Since Sunday April 18, 2021, the football world has been in turmoil; twelve of the biggest European clubs have formalized the creation of the Super League. The goal? set up a whole new European competition, much more elitist, to replace the Champions League.
The concept is quite easy to grasp, this Super League would have only 20 participants, 15 of which have a permanent place allocated on exclusively financial criteria, while the other 5 should qualify.
If at first glance, this project aiming to bring together the elite of football is a dream, above all it has the merit of putting sporting and financial interests in competition more than ever. Gone is the struggle of the big English clubs to grab a precious qualifying place, or even the hopes of participation of the teams evolving in more modest championships of Eastern Europe, and this is precisely what lament the most football fans. fervent. Indeed, if such a competition would undoubtedly contribute to an increase in the level, the dream of seeing teams thwart all predictions and reach the final, like Monaco and Porto during the 2003/2004 edition of the Champions League, would be well and truly over.
Nevertheless, this defeatist reasoning obscures the sporting advantages, but also the economic advantages available to the project.
Beyond an increase in the level of play offered – the correlation between sporting performance and financial means no longer to be demonstrated – such a competition would allow clubs to benefit from a better distribution of profits. Currently, the Champions League is the competition that generates the most money, mainly through matches between the great Europeans, now rebellious. Unfortunately for them, the distribution of profits is mainly done with the federations. It is thus easy to understand where their interest lies in changing the system.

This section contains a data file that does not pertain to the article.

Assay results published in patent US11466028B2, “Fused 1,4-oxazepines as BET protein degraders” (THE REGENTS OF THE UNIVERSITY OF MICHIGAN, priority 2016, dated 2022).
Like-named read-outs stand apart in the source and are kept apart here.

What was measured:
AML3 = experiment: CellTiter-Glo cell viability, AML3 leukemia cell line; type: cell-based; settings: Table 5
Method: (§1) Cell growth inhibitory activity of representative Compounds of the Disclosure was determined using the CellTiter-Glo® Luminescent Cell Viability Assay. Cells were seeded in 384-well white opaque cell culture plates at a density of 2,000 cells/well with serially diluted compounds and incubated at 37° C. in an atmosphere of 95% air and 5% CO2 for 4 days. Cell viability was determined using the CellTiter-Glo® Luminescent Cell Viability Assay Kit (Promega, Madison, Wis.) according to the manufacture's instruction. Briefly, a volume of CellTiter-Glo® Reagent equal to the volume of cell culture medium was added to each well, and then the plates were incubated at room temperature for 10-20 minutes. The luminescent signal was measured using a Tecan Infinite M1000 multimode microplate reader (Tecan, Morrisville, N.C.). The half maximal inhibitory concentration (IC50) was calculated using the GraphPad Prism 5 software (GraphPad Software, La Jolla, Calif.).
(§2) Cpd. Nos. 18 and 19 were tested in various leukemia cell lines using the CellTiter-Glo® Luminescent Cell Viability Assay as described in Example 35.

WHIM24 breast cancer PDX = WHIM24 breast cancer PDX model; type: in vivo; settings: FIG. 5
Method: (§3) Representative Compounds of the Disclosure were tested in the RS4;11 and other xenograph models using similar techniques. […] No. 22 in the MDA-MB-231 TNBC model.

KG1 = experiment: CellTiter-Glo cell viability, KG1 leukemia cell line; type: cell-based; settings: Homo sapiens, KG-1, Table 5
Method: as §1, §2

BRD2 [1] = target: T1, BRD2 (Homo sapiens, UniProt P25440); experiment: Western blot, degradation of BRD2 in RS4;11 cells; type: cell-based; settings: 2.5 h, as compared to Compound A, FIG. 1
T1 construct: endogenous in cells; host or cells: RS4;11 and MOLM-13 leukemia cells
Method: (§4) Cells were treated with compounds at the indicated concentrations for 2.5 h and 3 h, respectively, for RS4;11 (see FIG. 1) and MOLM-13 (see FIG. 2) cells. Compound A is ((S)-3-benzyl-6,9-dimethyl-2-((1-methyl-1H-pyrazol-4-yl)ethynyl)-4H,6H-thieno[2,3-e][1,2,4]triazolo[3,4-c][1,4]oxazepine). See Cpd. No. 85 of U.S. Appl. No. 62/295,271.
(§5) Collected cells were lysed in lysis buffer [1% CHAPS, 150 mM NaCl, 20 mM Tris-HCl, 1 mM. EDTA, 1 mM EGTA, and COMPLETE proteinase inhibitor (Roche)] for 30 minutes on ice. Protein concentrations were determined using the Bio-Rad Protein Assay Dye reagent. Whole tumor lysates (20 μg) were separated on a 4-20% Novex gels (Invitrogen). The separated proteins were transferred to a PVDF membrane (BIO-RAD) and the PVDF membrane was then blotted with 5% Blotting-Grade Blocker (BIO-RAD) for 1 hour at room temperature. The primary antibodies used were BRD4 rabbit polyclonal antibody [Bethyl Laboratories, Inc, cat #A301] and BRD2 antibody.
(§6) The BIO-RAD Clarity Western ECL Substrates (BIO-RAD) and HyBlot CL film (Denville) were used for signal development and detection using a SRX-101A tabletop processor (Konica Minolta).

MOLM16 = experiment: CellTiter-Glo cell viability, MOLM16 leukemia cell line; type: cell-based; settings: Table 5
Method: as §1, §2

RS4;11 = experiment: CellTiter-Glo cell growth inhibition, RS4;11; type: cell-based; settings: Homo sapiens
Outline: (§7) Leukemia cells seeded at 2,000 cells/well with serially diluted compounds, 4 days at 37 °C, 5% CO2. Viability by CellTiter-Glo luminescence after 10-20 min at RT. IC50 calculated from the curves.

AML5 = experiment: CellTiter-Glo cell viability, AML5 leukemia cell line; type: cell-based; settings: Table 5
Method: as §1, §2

Now pushed to their limits, UEFA and FIFA are playing their game and threatening heavy sanctions on the clubs in question, as well as their players: exclusion from future Champions League, championships, but also European Cup and World Cup. An attempt to quit or double therefore, which should not prevent said federations from negotiating a better distribution of profits behind the scenes.
Another interesting element is the behavior of the clubs. For a long time, the nouveau riche such as PSG and Manchester City have been accused of all the evils of modern football, such as contributing to eternal financial escalation, and probably wishing to do away with the historic institutions of UEFA and FIFA.
Ironically, PSG strongly opposed the project, and Manchester City signed it last. The main supporters of this Super League are precisely the big historical clubs, such as Real Madrid, FC Barcelona or Manchester United to name a few.
Surprisingly, it is therefore PSG, as well as Bayern Munich, which will probably be among the big winners, regardless of the outcome of the conflict. By remaining faithful to historical authorities, these two clubs make sure not to suffer sanctions, while always having the opportunity to join the Super League if it ever emerges. Indeed, France and Germany representing a market of more than 150 million consumers, it is obvious that the two clubs representing them best will be recalled.
So, if at the present time it is impossible to predict what will be the outcome of this showdown between the historic institutions of football and the slingers, the fact is that European football as we know it will change between now and the two. or the next three years.
Either the Champions League will switch to a new formula desired by UEFA, or it will disappear in favor of a Super League insofar as it is impossible to see two competitions of such magnitude coexist for more than a season or two.